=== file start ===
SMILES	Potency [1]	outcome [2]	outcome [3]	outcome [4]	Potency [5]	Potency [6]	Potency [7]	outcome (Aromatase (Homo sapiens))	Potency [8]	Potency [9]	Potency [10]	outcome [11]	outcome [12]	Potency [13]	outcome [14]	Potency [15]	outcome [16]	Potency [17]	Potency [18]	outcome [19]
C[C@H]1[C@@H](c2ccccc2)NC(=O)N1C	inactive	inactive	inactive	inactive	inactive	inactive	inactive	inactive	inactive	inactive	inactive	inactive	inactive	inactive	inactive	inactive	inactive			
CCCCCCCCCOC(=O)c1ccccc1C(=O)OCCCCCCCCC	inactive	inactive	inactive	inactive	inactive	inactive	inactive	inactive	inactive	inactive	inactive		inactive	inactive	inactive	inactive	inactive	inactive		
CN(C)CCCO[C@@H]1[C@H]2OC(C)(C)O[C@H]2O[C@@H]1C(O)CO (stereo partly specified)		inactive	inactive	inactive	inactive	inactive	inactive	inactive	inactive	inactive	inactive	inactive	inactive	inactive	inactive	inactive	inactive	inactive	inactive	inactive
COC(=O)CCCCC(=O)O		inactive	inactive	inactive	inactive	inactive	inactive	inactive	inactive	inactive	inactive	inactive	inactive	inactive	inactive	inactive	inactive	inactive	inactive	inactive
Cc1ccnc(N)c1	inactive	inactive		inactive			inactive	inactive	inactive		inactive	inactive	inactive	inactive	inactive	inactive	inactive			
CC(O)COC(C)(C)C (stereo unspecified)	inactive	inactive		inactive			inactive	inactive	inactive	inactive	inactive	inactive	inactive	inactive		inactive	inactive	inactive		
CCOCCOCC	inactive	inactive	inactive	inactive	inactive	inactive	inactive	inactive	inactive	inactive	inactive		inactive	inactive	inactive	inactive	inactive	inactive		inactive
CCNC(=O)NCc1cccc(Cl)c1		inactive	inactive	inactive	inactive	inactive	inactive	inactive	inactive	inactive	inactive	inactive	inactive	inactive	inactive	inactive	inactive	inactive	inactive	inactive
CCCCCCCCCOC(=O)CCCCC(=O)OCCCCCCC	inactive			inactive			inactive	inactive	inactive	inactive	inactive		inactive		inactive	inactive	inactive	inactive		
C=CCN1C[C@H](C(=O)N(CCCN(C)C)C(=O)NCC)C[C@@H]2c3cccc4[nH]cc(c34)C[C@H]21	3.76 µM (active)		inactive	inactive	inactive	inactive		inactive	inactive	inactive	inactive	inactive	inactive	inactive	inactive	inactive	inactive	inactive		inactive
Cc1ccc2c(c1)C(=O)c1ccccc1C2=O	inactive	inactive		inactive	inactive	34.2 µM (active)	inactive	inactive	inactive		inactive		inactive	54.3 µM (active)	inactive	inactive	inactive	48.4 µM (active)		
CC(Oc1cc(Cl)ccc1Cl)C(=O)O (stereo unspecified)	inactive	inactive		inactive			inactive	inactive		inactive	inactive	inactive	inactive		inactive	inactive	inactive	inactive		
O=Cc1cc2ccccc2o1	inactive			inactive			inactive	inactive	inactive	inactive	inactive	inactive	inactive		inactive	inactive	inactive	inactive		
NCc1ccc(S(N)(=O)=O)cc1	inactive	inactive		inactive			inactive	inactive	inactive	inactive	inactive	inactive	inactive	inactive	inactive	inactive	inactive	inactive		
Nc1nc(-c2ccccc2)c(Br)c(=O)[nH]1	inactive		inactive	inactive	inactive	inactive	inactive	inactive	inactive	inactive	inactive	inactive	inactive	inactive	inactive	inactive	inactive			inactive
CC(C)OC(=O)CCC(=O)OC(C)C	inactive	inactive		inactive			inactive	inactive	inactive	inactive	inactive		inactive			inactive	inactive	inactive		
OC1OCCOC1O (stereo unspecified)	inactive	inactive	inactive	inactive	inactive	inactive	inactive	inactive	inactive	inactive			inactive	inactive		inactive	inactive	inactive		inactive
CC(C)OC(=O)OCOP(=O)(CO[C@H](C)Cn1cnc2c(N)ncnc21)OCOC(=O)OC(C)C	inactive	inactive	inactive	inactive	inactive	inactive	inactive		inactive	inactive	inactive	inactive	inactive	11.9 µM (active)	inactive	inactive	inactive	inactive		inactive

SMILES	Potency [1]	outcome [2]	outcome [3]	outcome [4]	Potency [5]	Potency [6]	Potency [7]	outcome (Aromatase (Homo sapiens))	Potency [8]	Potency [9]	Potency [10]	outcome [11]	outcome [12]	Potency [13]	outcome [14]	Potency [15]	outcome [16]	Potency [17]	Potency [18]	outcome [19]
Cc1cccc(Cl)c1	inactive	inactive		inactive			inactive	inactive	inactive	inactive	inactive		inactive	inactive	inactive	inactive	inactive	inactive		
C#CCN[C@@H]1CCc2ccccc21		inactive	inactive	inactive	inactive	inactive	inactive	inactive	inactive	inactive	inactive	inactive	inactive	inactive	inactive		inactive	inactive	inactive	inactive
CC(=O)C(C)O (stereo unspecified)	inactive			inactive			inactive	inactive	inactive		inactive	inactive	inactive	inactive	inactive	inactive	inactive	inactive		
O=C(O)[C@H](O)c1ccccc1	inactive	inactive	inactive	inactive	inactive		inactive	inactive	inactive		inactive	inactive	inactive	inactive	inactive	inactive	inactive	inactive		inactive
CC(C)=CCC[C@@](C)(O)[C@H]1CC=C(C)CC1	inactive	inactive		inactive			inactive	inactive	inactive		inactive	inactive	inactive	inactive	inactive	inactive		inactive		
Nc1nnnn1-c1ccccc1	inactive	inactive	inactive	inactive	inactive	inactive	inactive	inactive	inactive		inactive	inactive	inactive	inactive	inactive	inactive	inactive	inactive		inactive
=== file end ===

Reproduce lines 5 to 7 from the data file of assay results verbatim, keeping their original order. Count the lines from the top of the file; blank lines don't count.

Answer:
COC(=O)CCCCC(=O)O		inactive	inactive	inactive	inactive	inactive	inactive	inactive	inactive	inactive	inactive	inactive	inactive	inactive	inactive	inactive	inactive	inactive	inactive	inactive
Cc1ccnc(N)c1	inactive	inactive		inactive			inactive	inactive	inactive		inactive	inactive	inactive	inactive	inactive	inactive	inactive			
CC(O)COC(C)(C)C (stereo unspecified)	inactive	inactive		inactive			inactive	inactive	inactive	inactive	inactive	inactive	inactive	inactive		inactive	inactive	inactive		